Digimon Rumble Arena 2 Xbox Review
Digimon has a following, make no mistake about it; it has it’s fans that will gobble everything Digimon up. You may write this game off as a Pokemon imitator and nothing more then a cheap game off of the Digimon license, but that wouldn’t be a wise decision as Digimon Rumble Arena 2 is a step in the right direction for the Digimon series. It may not be Super Smash Brothers Melee, but it certainly does quite well on it own merits.
Bandai likes to borrow a lot from what Nintendo finds successful you could say. With Digimon Racing (for the GBA) being more of a kart racer like Mario Kart and Digimon Rumble Arena 2 receiving comparisons to Super Smash Brothers Melee, Bandai has found some successful genres to put their Digimon license through. Some may not remember the original Digimon Rumble Arena as it didn’t receive a lot of recognition or any notice from the gaming community. With the first one being lost within the plethora of last generation Playstation One video games, Rumble Arena 2 is more of a fresh start for Bandai. Does it succeed at emulating the “party-fighter” sub genre?
When compared to Nintendo’s known Smash Bros. series, Digimon Rumble Arena 2 isn’t as great as it seems but considering the fact not many fighting games have the “party-fighting” scheme, Rumble Arena 2 is actually a nice addition to the genre that is gaining popularity quite quickly. Not only does it offer new Digimon to use, but they come straight to you with better graphics, interactive environments and a better overall gameplay than the original.
If you don’t own Super Smash Brothers Melee or haven’t played the first Rumble Arena, here’s a quick detailing on how the fighting is. Characters move across the screen like those of 2d fighters. Yes you heard that right; it’s a 2d fighter in essence with polygonal graphics that are shiny to give you the feel of technical graphics. The environments are interactive as barrels will explode when you knock the opponent into them, lava will be dangerous to stand on, a few levels constantly move to keep you thinking on your feet and there are many other hazards that may stand in the way of achieving your goal of winning your fight.
The levels might not be the most original but they get the job done. They all may seem cliché but they serve their purpose. A lava level which you don’t want to fall into, a factory type level which can suck you up and turn you into processed food in a can, and the usual ice variety levels that are hard to walk on; everything you expected is in this game. What isn’t expected, though, is that it actually gives us another fighter that may have quality within gameplay.
What Rumble Arena offers is evolving your Digimon while you play as you collect power ups that are scattered on the ground when you execute some offensive moves on the opposition. Each Digimon has three different forms, one more powerful then the other. I gave it a test to try out all the Digimon due to the fact that I am not too familiar with the Digimon cartoons or movies, and I came out quite impressed. They aren’t too inspiring but they do have their draws to them that make them a little entertaining. A seal looking character can ‘digi-volve’ into a walrus and then into a knight type character that holds a spear. When you collect enough power ups and are fully ‘digi-volved’ you gain a special one time use power that will unleash some mayhem on those near by or standing in the way.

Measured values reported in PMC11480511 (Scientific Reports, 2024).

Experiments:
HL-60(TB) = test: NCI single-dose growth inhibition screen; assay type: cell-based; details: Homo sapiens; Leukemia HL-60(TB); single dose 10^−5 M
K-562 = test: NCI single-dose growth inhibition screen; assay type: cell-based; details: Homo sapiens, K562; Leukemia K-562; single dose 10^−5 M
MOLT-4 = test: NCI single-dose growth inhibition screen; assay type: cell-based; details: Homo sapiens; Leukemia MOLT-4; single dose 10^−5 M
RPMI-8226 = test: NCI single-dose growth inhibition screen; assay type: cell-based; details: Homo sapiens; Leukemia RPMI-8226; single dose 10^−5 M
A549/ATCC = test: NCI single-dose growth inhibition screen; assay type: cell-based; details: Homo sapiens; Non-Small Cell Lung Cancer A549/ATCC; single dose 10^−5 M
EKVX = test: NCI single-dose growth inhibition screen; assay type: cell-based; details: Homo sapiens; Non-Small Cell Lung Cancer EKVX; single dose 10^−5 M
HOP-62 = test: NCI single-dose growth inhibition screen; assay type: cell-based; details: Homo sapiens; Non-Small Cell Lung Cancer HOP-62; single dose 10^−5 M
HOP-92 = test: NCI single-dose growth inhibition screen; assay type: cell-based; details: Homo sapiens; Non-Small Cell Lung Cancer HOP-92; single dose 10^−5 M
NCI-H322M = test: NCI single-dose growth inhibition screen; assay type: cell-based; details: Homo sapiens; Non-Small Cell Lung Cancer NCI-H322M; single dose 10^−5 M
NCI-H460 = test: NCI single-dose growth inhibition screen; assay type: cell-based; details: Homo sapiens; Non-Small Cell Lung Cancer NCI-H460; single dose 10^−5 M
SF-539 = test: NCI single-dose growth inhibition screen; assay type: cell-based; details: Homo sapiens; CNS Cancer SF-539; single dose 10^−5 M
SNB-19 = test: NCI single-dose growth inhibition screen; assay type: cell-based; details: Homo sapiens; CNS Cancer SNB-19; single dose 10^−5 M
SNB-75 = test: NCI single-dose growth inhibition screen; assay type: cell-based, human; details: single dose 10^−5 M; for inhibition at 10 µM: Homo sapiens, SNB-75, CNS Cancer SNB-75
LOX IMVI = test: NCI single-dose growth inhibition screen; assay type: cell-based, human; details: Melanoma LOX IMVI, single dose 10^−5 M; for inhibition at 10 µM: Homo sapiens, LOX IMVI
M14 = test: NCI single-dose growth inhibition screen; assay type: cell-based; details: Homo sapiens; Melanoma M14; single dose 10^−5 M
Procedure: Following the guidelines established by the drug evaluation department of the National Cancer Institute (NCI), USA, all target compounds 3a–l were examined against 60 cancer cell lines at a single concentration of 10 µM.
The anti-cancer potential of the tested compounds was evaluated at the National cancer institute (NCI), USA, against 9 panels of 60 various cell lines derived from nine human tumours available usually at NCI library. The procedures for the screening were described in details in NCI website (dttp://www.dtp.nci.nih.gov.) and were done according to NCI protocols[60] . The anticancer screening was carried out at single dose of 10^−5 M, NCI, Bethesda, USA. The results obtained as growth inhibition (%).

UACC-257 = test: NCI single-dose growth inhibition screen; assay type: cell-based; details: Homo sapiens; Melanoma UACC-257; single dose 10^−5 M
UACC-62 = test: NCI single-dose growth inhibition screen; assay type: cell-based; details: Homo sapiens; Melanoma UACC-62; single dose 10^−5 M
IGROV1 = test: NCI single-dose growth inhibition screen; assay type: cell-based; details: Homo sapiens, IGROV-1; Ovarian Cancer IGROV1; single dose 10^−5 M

Some Digimon may seem too powerful but you shouldn’t have to worry about it since I have the feeling that this title will only become a party game rather then a dedicated game people play on a constant basis. Though I must tell you if you love Digimon, you’ll find the imbalances quite quick as you can tell right from the get go which ones will overwhelm the others while in multiplayer. The addition of four player capabilities helps even out the odds and adds in a much better experience overall. Having four players duke it out to the end will always be satisfying. What is disappointing is that there is no online whatsoever. If online would have been added, the characters that are over-powered, would have been taken advantage of quickly and this game may have received harsh feedback from the crowd that buys this title.
The last thing that should be covered is the sound and graphics. I must give Rumble Arena credit that they didn’t deliver an annoying game with sound as I have often found with the latest 2d fighters that have come out through the Capcom and SNK licenses. Digimon Rumble Arena 2 doesn’t do anything too surprising but it doesn’t go overboard and offers the player a more relaxed audio department then the hyperactive audio found in other fighters. Graphically, the game resembles more or less the whole Digimon world nicely and it’s cute of course but nothing that will make you want to dwell yourself into the whole Digimon Universe. You can appreciate the characters and the colourful environments as they are done with the effect that appeals to all crowds rather than just the younger crowd.
Digimon Rumble Arena 2 is welcomed by me as a good party fighter that fills in a gap found on the Xbox, while also offering Gamecube fans another option after they have had enough of Super Smash Brothers Melee. Nothing to get too excited about but it’s worthy of picking up if you love fighting games. The game is barely worth the $39.99 price tag but at least it tried to make something of itself. Without Xbox Live being enabled, it should be noted that it is missing a key feature that should be at least somehow implemented with the current generation of Xbox games.